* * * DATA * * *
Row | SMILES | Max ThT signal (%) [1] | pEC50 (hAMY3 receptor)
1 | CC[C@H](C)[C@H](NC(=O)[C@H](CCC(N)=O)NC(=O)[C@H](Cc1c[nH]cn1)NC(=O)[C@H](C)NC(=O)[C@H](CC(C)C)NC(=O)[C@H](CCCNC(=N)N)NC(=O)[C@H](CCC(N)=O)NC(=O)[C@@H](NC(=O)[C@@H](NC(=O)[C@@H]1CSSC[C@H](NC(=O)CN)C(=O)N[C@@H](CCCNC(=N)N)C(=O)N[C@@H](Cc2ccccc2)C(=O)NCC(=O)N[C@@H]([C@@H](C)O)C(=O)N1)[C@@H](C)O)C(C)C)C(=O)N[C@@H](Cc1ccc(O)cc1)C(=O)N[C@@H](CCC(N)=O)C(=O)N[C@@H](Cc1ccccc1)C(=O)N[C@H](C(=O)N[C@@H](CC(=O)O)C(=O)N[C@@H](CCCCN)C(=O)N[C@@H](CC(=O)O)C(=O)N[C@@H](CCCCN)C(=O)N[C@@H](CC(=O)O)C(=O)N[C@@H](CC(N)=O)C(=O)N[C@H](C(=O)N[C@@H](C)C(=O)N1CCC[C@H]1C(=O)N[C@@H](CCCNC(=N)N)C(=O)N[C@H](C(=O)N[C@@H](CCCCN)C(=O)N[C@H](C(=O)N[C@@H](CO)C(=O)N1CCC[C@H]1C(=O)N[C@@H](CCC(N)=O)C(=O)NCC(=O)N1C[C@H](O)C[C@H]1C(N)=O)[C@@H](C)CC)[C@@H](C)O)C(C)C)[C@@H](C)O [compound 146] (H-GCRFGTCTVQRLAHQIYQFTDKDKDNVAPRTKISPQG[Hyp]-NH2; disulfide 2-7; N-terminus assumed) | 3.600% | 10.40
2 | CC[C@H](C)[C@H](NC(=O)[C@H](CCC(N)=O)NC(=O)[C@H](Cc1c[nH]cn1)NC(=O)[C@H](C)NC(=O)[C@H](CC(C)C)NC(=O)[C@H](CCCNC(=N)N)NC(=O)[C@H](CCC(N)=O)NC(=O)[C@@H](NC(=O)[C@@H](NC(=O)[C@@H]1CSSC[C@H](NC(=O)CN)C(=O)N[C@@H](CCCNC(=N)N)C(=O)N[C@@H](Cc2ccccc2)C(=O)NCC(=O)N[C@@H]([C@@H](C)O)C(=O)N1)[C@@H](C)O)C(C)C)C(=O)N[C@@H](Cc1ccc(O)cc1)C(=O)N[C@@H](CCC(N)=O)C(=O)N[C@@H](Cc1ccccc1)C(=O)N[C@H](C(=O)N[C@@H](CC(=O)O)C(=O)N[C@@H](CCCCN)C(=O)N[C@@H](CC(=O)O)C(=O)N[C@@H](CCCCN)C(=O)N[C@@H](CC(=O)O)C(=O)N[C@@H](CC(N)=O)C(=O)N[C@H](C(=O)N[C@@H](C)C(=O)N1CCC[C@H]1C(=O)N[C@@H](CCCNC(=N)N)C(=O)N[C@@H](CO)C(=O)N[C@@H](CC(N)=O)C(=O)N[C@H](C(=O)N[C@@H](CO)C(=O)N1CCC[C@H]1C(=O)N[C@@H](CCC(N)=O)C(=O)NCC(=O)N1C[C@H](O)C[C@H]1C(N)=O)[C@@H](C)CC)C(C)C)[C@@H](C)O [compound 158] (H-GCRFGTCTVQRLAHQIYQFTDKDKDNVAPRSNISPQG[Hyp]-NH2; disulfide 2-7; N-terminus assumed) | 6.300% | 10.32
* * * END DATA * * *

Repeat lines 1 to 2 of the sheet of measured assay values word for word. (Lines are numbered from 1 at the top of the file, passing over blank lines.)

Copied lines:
Row | SMILES | Max ThT signal (%) [1] | pEC50 (hAMY3 receptor)
1 | CC[C@H](C)[C@H](NC(=O)[C@H](CCC(N)=O)NC(=O)[C@H](Cc1c[nH]cn1)NC(=O)[C@H](C)NC(=O)[C@H](CC(C)C)NC(=O)[C@H](CCCNC(=N)N)NC(=O)[C@H](CCC(N)=O)NC(=O)[C@@H](NC(=O)[C@@H](NC(=O)[C@@H]1CSSC[C@H](NC(=O)CN)C(=O)N[C@@H](CCCNC(=N)N)C(=O)N[C@@H](Cc2ccccc2)C(=O)NCC(=O)N[C@@H]([C@@H](C)O)C(=O)N1)[C@@H](C)O)C(C)C)C(=O)N[C@@H](Cc1ccc(O)cc1)C(=O)N[C@@H](CCC(N)=O)C(=O)N[C@@H](Cc1ccccc1)C(=O)N[C@H](C(=O)N[C@@H](CC(=O)O)C(=O)N[C@@H](CCCCN)C(=O)N[C@@H](CC(=O)O)C(=O)N[C@@H](CCCCN)C(=O)N[C@@H](CC(=O)O)C(=O)N[C@@H](CC(N)=O)C(=O)N[C@H](C(=O)N[C@@H](C)C(=O)N1CCC[C@H]1C(=O)N[C@@H](CCCNC(=N)N)C(=O)N[C@H](C(=O)N[C@@H](CCCCN)C(=O)N[C@H](C(=O)N[C@@H](CO)C(=O)N1CCC[C@H]1C(=O)N[C@@H](CCC(N)=O)C(=O)NCC(=O)N1C[C@H](O)C[C@H]1C(N)=O)[C@@H](C)CC)[C@@H](C)O)C(C)C)[C@@H](C)O [compound 146] (H-GCRFGTCTVQRLAHQIYQFTDKDKDNVAPRTKISPQG[Hyp]-NH2; disulfide 2-7; N-terminus assumed) | 3.600% | 10.40